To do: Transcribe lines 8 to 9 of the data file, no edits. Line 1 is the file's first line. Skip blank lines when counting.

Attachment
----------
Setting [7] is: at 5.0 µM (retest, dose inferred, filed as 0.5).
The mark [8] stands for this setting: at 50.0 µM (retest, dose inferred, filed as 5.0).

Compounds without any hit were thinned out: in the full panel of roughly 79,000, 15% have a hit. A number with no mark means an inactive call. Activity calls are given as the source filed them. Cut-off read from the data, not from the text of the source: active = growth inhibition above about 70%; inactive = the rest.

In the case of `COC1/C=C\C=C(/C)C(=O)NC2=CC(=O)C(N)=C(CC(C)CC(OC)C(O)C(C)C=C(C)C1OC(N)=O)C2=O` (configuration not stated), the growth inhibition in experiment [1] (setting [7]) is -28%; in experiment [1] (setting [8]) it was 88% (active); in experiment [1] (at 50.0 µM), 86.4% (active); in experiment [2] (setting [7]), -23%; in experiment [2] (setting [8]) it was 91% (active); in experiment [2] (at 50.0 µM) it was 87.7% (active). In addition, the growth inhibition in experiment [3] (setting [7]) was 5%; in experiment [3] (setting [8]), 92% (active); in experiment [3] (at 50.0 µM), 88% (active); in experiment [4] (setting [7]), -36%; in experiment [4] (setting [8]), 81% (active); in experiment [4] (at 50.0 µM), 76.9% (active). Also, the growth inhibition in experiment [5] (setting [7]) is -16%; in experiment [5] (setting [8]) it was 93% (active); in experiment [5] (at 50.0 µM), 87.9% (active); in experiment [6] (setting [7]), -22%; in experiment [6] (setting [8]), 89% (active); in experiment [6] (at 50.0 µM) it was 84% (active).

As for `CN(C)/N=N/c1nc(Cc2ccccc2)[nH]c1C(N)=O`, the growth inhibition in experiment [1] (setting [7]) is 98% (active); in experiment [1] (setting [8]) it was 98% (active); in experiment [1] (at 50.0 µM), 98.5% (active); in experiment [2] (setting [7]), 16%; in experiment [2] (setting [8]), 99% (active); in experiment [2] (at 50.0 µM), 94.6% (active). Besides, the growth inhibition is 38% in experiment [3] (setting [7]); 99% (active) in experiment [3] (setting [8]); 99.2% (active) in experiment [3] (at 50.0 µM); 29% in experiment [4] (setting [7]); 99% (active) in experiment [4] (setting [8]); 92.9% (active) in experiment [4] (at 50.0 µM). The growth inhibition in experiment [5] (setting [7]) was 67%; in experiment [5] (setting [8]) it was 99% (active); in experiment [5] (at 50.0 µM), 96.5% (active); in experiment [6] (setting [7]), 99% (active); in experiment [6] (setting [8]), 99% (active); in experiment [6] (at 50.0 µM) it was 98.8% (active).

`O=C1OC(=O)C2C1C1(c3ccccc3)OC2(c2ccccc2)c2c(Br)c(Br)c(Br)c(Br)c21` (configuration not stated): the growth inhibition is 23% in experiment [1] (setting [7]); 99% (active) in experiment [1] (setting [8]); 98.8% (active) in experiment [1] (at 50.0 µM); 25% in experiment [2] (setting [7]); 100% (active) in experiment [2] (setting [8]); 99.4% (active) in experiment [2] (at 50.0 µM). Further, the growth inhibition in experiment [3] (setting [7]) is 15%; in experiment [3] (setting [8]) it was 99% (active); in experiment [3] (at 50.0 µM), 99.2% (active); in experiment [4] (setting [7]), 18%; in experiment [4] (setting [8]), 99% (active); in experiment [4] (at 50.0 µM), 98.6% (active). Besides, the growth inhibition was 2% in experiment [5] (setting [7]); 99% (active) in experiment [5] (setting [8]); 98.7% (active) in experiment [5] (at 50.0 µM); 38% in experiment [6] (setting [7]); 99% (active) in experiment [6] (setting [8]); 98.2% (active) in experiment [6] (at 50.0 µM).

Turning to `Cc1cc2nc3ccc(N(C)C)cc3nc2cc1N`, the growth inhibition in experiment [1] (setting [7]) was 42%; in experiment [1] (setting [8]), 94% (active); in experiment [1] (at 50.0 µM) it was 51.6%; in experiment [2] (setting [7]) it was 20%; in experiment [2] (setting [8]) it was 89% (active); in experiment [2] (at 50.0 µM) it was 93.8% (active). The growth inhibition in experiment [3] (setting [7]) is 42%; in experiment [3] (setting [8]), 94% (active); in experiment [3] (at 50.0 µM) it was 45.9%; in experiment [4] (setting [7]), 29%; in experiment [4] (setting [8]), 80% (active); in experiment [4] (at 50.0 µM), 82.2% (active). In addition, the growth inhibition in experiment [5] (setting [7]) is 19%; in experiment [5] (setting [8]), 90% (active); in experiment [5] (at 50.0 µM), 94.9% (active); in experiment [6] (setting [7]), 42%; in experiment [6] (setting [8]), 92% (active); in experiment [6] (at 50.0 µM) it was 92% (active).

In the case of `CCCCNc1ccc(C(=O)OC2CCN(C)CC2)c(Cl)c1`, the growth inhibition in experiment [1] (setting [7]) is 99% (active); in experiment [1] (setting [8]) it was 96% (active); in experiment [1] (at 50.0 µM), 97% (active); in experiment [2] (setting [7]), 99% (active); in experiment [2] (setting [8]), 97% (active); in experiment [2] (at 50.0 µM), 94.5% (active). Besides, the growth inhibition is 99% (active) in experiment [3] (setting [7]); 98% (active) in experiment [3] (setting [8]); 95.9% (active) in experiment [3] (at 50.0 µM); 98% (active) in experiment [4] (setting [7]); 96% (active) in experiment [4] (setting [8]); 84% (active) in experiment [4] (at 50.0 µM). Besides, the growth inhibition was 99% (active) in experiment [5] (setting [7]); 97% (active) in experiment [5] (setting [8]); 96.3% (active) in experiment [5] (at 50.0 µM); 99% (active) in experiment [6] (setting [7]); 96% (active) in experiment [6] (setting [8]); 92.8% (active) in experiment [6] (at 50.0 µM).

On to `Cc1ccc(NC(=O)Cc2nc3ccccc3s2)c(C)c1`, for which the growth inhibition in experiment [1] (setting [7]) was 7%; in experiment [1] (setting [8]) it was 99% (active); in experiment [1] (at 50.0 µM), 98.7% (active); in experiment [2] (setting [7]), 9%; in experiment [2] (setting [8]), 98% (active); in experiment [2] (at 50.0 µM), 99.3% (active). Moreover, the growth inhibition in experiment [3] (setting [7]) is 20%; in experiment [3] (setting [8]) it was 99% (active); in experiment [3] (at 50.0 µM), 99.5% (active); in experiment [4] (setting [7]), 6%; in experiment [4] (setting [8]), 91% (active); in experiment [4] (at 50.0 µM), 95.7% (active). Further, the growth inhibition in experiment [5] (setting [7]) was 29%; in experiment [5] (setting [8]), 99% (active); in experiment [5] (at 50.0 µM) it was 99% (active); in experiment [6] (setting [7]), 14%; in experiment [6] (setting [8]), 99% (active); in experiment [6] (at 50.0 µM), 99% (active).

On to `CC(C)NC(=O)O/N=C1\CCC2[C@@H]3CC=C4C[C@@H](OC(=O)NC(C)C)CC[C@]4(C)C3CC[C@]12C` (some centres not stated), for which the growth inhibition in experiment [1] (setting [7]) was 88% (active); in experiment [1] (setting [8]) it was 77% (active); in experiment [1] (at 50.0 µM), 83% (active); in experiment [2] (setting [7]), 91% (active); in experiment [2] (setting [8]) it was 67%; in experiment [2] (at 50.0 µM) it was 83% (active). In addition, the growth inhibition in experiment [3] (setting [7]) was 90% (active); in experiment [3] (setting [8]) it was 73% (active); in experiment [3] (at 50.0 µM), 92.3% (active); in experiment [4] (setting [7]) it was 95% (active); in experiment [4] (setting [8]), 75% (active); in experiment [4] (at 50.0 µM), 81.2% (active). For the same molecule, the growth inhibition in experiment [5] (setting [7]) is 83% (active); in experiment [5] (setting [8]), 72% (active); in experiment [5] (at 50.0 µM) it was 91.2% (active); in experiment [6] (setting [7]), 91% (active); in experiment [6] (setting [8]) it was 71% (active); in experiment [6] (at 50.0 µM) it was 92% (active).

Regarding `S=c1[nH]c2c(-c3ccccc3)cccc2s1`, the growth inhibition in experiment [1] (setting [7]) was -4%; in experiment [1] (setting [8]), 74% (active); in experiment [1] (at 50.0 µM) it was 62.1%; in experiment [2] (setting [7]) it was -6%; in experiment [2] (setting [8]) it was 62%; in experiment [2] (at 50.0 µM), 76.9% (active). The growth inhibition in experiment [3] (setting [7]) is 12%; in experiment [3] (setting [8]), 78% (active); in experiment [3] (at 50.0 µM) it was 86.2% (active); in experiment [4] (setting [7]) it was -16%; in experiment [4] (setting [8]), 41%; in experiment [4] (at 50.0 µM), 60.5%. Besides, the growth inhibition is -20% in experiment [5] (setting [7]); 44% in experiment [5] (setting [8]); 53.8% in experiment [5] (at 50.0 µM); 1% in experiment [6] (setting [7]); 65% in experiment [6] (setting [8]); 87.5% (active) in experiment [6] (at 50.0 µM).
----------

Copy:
In the case of `CCCCNc1ccc(C(=O)OC2CCN(C)CC2)c(Cl)c1`, the growth inhibition in experiment [1] (setting [7]) is 99% (active); in experiment [1] (setting [8]) it was 96% (active); in experiment [1] (at 50.0 µM), 97% (active); in experiment [2] (setting [7]), 99% (active); in experiment [2] (setting [8]), 97% (active); in experiment [2] (at 50.0 µM), 94.5% (active). Besides, the growth inhibition is 99% (active) in experiment [3] (setting [7]); 98% (active) in experiment [3] (setting [8]); 95.9% (active) in experiment [3] (at 50.0 µM); 98% (active) in experiment [4] (setting [7]); 96% (active) in experiment [4] (setting [8]); 84% (active) in experiment [4] (at 50.0 µM). Besides, the growth inhibition was 99% (active) in experiment [5] (setting [7]); 97% (active) in experiment [5] (setting [8]); 96.3% (active) in experiment [5] (at 50.0 µM); 99% (active) in experiment [6] (setting [7]); 96% (active) in experiment [6] (setting [8]); 92.8% (active) in experiment [6] (at 50.0 µM).

On to `Cc1ccc(NC(=O)Cc2nc3ccccc3s2)c(C)c1`, for which the growth inhibition in experiment [1] (setting [7]) was 7%; in experiment [1] (setting [8]) it was 99% (active); in experiment [1] (at 50.0 µM), 98.7% (active); in experiment [2] (setting [7]), 9%; in experiment [2] (setting [8]), 98% (active); in experiment [2] (at 50.0 µM), 99.3% (active). Moreover, the growth inhibition in experiment [3] (setting [7]) is 20%; in experiment [3] (setting [8]) it was 99% (active); in experiment [3] (at 50.0 µM), 99.5% (active); in experiment [4] (setting [7]), 6%; in experiment [4] (setting [8]), 91% (active); in experiment [4] (at 50.0 µM), 95.7% (active). Further, the growth inhibition in experiment [5] (setting [7]) was 29%; in experiment [5] (setting [8]), 99% (active); in experiment [5] (at 50.0 µM) it was 99% (active); in experiment [6] (setting [7]), 14%; in experiment [6] (setting [8]), 99% (active); in experiment [6] (at 50.0 µM), 99% (active).